MADISON, Wis.—Across the University of Wisconsin System, incoming freshman students are hearing a new phrase: “15 to Finish.”

It’s the idea that taking 15 credits each semester or 30 credits per year makes a student more likely to stay on track and graduate on time.

“We want to make sure that students graduate, and graduate on time,” said UW System President Ray Cross. “Our ’15 to Finish’ campaign is providing students the information they need to help them accomplish those goals.”

It’s just one of several student success strategies being employed by the System, Cross said.

Most university bachelor’s programs require 120 credits to graduate. That’s an average of 30 credits per year, or 15 credits per semester. Yet, students are considered full-time when taking 12 or more credits for tuition and financial aid purposes.

With the “15 to Finish” campaign, UW System officials are reinforcing the idea to students that being a full-time student doesn’t mean they’ll graduate on time.

The campaign is rolling out on System campuses this summer during orientation sessions for incoming freshmen. In the fall, digital ads, posters, and other media will target students already enrolled.

A 15-credit course load each semester is not for everyone. Either part-time status or taking fewer than 15 credits still makes sense for many students. But the campaign is designed to allow students to make informed decisions after consulting with their academic advisors and to develop a plan for success that works for them.

Hundreds of other institutions across the country have demonstrated success in using a “15 to Finish” model. The University of Hawai’i System, a pioneer in the movement, found that since their campaign started in 2012 the percentage of first-time freshmen who took 15 or more credits in their first semester doubled and four-year graduation rates increased eight percentage points.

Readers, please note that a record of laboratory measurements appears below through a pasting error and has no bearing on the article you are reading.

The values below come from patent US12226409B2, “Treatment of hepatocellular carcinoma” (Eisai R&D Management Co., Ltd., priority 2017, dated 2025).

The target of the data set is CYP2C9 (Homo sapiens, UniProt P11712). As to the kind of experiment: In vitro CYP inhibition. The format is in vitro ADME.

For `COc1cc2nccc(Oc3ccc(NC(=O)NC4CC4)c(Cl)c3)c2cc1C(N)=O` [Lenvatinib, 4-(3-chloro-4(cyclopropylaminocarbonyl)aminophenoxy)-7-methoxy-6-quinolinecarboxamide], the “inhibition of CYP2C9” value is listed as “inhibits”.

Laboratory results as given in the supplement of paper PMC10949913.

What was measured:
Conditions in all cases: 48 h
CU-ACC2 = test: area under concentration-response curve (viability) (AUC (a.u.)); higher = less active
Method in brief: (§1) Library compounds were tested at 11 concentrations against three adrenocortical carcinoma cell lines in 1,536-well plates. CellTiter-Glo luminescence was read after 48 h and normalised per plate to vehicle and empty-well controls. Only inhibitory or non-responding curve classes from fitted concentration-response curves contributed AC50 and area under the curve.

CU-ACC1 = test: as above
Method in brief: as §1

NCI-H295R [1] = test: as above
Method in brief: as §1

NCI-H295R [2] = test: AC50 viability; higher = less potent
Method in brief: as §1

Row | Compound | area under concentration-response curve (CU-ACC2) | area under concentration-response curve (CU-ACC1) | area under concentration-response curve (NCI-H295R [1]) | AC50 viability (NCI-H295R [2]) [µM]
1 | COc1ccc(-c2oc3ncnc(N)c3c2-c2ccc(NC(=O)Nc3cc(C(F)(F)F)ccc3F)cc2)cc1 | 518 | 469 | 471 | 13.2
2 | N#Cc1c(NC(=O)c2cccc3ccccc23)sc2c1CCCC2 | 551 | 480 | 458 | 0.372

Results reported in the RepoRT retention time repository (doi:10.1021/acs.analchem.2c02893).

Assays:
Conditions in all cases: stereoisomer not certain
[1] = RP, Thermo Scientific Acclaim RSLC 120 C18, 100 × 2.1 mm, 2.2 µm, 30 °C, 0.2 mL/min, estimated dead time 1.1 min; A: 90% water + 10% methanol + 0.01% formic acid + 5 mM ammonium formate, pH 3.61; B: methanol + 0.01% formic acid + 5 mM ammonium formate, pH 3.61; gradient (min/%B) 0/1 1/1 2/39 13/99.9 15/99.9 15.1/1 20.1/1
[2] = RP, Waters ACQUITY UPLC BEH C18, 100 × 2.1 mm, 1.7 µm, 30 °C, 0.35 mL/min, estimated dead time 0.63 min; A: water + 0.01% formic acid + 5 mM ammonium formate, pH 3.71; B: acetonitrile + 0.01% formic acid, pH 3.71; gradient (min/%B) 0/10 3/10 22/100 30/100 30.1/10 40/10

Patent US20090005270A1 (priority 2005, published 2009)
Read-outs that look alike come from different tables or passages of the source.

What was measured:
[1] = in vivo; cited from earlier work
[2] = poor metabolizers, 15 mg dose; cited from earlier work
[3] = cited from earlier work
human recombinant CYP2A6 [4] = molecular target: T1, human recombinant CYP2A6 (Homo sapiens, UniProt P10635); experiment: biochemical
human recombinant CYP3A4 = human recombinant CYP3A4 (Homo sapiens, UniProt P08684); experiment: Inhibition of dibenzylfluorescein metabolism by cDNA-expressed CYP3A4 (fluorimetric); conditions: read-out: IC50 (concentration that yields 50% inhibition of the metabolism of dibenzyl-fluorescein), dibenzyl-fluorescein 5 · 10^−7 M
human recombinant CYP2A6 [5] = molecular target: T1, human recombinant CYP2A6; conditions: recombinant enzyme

“We’re eager to share with students how a 15-credit semester can help them maintain momentum toward graduation and boost their academic success,” said Angie Kellogg, senior academic planner in the UW System Office of Student Success, who is leading the initiative.

UW System data show that about 58 percent of students took 15 or more credits in their first semester, and 54 percent took 30 or more credits in their first year.  Often, taking 15 credits means enrolling in just one additional course per semester.

The data also show that students who took 30 credits or more in their first year are more likely to return – 90 percent compared to 85 percent for those taking fewer than 30 credits. They are also considerably more likely to graduate – 73 percent in six years compared to 64 percent of those taking fewer than 30 credits.

Underrepresented minorities, Pell grant recipients, first-generation students, and students scoring 25 or lower on the ACT especially benefit from taking 30 credits in their first two semesters, the data show.

Students and families can learn more:

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